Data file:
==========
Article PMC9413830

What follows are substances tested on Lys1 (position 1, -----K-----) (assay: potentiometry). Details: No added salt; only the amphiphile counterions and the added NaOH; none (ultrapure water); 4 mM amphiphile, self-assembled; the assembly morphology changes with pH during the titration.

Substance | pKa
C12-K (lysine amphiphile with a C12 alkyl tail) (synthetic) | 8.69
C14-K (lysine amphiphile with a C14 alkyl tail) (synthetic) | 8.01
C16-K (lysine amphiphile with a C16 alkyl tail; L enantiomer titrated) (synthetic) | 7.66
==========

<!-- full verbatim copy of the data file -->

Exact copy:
Article PMC9413830

What follows are substances tested on Lys1 (position 1, -----K-----) (assay: potentiometry). Details: No added salt; only the amphiphile counterions and the added NaOH; none (ultrapure water); 4 mM amphiphile, self-assembled; the assembly morphology changes with pH during the titration.

Substance | pKa
C12-K (lysine amphiphile with a C12 alkyl tail) (synthetic) | 8.69
C14-K (lysine amphiphile with a C14 alkyl tail) (synthetic) | 8.01
C16-K (lysine amphiphile with a C16 alkyl tail; L enantiomer titrated) (synthetic) | 7.66